Wisdom, the 65-year old albatross from the Northwestern Hawaiian Islands is breaking record after record. Not only is she living decades more than the average lifespan of her species, but she’s also bringing more offspring into the world.

The Laysan Albatross “Wisdom”, at at least 60 the oldest known wild bird in the United States in 2011.

Wisdom hatched in or around 1951. In 1956, at the estimated age of five, she was tagged by scientists at the Midway Atoll National Wildlife Refuge for study. The person who attached the tag has since retired, but Wisdom continues to live a normal lifestyle, the years passing without leaving a mark on her.  Bruce Peterjohn, chief of the Patuxent Wildlife Research Center’s National Bird Banding Laboratory recalls:

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“What is also miraculous is that biologist Chandler Robbins, who banded her as a breeding adult in 1956 on Midway Atoll, sighted her 46 years later near the same nesting location.” Robbins himself exhibits remarkable longevity, still making occasional trips to the sights where he worked despite being 97 years.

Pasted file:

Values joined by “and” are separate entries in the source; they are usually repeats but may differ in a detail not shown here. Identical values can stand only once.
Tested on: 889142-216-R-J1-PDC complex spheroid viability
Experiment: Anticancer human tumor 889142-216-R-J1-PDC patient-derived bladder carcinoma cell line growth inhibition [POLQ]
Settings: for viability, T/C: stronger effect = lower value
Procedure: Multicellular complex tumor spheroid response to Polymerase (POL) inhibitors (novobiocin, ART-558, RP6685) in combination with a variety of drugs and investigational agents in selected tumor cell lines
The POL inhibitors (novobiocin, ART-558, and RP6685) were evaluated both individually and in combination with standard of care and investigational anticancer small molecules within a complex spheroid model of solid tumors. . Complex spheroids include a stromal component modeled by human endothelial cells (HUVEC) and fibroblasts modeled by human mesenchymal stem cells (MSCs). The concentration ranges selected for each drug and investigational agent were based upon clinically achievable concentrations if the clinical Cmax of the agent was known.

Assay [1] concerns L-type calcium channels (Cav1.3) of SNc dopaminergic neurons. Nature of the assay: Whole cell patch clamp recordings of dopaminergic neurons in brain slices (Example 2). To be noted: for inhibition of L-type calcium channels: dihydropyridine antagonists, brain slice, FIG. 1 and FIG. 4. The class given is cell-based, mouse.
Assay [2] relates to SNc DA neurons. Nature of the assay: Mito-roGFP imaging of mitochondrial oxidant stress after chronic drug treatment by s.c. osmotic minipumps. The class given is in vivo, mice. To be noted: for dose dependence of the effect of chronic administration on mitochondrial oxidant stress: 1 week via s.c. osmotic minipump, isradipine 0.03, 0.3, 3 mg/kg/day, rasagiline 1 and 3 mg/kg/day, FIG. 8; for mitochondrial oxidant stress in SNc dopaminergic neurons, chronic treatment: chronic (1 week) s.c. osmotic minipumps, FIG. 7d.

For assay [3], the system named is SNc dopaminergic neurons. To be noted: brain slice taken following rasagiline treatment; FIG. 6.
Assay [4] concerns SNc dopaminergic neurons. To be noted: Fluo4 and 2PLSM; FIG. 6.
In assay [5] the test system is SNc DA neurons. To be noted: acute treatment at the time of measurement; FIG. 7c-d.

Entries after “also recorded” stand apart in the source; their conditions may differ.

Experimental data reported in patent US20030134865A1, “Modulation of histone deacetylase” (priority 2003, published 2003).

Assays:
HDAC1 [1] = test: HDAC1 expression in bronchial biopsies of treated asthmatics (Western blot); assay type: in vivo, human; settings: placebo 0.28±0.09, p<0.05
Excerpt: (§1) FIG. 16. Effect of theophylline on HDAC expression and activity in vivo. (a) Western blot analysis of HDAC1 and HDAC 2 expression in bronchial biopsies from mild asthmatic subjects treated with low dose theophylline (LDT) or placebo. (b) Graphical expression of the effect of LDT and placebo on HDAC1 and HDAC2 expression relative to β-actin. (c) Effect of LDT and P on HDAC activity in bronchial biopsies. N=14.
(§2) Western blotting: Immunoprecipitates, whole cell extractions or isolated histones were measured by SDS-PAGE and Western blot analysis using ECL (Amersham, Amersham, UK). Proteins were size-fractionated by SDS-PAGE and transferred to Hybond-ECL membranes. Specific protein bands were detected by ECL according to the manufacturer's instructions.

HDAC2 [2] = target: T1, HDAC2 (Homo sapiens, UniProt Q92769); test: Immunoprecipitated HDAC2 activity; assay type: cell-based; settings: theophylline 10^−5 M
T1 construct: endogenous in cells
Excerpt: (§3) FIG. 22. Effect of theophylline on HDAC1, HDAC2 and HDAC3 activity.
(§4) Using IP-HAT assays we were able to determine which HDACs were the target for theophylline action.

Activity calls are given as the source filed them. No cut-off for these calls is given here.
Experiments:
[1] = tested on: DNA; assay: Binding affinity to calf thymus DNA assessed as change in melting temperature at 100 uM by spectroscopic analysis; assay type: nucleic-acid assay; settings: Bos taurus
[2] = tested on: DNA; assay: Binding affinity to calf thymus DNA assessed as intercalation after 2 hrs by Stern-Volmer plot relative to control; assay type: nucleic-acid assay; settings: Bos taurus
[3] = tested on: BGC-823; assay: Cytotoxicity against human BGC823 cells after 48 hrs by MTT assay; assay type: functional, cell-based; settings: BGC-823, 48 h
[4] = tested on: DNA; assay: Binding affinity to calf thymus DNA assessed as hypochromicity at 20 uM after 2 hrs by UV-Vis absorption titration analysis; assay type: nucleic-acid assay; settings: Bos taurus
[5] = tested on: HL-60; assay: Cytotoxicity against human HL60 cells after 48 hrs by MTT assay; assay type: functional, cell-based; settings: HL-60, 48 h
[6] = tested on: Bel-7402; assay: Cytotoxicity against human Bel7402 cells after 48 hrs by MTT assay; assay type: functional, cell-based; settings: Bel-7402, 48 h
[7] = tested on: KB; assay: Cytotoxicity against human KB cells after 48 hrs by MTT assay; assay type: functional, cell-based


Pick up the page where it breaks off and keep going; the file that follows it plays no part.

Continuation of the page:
Scientists were baffled when year after year, Wisdom gave birth to a healthy chicks. She has laid around 40 eggs, which is an amazing figure. Albatrosses normally lay one egg per year and have monogamous mates for life, but Wisdom is not a normal albatross. Researchers believe that she has found a new mate since she has been breeding for so long.

“Wisdom has raised at least eight chicks since 2006, and as many as 40 in her lifetime,” the Fish and Wildlife Service says. “Just as astonishing, she has likely flown over 3 million miles since she was first tagged on Midway Atoll in 1956.” To put that in perspective, that’s easily enough mileage to go to the Moon and back.

Wisdom is by far the oldest living bird  in the world – at least that we know of. She’s inspiring biologists look for new frontiers in bird longevity, displaying enviable longevity as well. Bruce Peterjohn, chief of the North American Bird Banding Program, stated:

“She is now the oldest wild bird documented in the 90-year history of our USGS-FWS and Canadian bird banding program. To know that she can still successfully raise young at age 60-plus, that is beyond words.”